Over a third of the population will use a tablet this year, with 20 million people across the country using a device at least once a month, new estimates have revealed. The data, compiled by research firm eMarketer, include those who own their own tablet, as well as those who share a device with family, friends or colleagues. The firm predicts that by 2017, over half of the country will use a tablet regularly. Apple remains on top of the UK tablet market, with a 59 per cent market share, according to the figures. However this dominance is set to be eroded by budget models with the growth rate for iPads this year expected to be a little over half that of tablets overall.
Bill Gates is reportedly under pressure from investors to relinquish his role as chairman of Microsoft, the software company he founded 38 years ago. According to sources reporting to Reuters, three of Microsoft's top 20 investors have raised concerns that Gates' declining shareholding in the company is disproportionate to the amount of power he wields as chairman. Gates currently stands as Microsoft's largest individual shareholder, owning around 4.5 per cent of the $277 billion (£170.8 billion) software giant. Whilst the three investors lobbying for his departure wish for their identities to remain secret, insiders report that in comparison they own five per cent of the company's stock collectively.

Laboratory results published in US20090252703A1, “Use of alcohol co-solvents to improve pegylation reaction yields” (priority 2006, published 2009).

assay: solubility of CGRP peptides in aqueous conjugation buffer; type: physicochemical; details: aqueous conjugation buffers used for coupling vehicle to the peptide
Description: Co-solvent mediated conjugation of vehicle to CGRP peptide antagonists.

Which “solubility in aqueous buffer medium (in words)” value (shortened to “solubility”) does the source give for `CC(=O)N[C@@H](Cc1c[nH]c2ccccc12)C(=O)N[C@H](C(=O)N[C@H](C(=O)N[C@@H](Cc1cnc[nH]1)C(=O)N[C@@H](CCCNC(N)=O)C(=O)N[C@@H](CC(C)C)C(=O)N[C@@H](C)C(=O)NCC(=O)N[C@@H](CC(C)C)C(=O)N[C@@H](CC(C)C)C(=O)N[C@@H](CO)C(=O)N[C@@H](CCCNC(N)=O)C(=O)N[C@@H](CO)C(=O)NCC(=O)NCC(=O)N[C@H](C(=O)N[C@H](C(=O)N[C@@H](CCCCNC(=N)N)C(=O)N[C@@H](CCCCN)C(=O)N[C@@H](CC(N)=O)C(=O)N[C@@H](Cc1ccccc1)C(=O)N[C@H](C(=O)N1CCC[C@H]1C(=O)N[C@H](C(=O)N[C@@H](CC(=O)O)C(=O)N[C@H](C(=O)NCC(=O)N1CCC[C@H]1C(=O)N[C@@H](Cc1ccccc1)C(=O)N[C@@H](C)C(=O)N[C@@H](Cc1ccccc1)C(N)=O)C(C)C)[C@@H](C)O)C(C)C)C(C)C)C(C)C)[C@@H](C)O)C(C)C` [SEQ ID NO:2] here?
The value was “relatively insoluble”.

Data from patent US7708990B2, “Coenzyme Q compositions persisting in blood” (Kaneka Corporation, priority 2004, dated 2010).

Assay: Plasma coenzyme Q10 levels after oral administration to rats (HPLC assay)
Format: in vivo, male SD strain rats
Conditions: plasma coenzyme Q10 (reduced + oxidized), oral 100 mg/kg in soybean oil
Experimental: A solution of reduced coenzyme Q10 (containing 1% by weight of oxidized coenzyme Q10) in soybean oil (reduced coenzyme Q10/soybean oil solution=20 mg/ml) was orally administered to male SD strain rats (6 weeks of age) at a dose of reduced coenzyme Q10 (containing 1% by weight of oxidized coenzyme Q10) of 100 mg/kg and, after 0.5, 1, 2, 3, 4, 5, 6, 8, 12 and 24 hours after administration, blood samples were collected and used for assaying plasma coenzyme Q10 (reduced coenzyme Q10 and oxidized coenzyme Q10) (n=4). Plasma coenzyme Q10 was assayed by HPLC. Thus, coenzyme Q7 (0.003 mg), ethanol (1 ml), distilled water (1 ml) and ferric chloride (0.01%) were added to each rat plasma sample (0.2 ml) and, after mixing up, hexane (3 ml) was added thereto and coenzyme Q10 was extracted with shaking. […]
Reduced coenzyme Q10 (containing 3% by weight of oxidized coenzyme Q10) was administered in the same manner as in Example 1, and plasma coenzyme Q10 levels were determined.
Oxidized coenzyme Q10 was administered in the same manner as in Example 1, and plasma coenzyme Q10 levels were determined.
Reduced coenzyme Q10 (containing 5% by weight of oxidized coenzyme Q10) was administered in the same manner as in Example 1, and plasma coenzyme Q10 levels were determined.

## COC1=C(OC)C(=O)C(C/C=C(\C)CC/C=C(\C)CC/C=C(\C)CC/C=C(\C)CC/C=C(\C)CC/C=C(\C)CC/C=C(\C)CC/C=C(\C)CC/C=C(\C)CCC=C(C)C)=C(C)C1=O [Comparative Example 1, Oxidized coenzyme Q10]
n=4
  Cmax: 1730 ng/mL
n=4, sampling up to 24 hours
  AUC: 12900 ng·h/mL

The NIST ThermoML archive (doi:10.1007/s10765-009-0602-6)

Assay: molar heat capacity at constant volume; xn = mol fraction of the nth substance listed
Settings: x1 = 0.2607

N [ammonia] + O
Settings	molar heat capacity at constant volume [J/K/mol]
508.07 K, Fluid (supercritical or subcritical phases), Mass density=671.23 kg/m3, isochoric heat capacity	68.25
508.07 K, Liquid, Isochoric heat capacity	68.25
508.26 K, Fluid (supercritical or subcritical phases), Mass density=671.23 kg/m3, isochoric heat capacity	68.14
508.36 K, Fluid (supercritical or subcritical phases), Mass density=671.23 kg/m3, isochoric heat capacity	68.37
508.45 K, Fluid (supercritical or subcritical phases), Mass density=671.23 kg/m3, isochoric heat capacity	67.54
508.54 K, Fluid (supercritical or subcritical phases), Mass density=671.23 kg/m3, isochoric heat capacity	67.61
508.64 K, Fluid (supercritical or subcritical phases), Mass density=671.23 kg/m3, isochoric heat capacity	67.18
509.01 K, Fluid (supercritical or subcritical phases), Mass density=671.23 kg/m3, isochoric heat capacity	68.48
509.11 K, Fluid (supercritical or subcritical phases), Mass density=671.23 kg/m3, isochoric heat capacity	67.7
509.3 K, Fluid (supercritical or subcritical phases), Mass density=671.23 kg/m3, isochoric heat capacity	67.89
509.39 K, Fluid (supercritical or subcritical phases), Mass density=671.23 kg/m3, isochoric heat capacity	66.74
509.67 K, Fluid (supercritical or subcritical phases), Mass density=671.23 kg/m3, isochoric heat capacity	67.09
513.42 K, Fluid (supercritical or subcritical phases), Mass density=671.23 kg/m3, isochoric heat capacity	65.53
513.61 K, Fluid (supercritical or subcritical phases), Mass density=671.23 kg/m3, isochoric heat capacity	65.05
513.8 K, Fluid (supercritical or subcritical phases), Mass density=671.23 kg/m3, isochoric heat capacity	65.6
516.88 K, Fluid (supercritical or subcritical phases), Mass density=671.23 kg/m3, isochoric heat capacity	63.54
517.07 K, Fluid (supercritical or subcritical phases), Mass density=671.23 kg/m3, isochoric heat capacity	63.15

Apple's new iPad mini could miss the Christmas sales rush, with the company's supply chain only now starting to produce the high-resolution display panels required by the slate. People familiar with the company's supply chain told Reuters that Apple's suppliers have only just started gearing up to start producing the smaller sized retina display for the new iPad mini. A source at one supplier stated that the delay is down to Apple only certifying panel producers that conform to strict power saving requirements. LG, Samsung and Sharp are all vying to produce the displays for the new iPad mini. As a result Apple will struggle to produce large numbers of the device before the festive period and it's speculated that it could struggle to release the device before the close of 2013, according to the same sources.
Following the collapse of BlackBerry and selling out becoming the firm's only option, along with Nokia being saved by a Microsoft buyout, HTC could be the next smartphone maker to face collapse. Since 2011, the Taiwanese firm has lost 90 per cent of its market value. At $3.8 billion (£2.35 billion), the company is currently worth even less than BlackBerry, down from a $37 billion (£22.85 billion) peak, with its share price crashing to an eight year low in September. Profits have continued to tumble, with Q2 2013 earnings down 83 per cent year on year. Meanwhile, according to Bloomberg data, analyst's consensus rating for HTC's prospects is less than both BlackBerry and Nokia. At 1.6 out of a possible 5, it is also the lower than over 500 listed tech firms.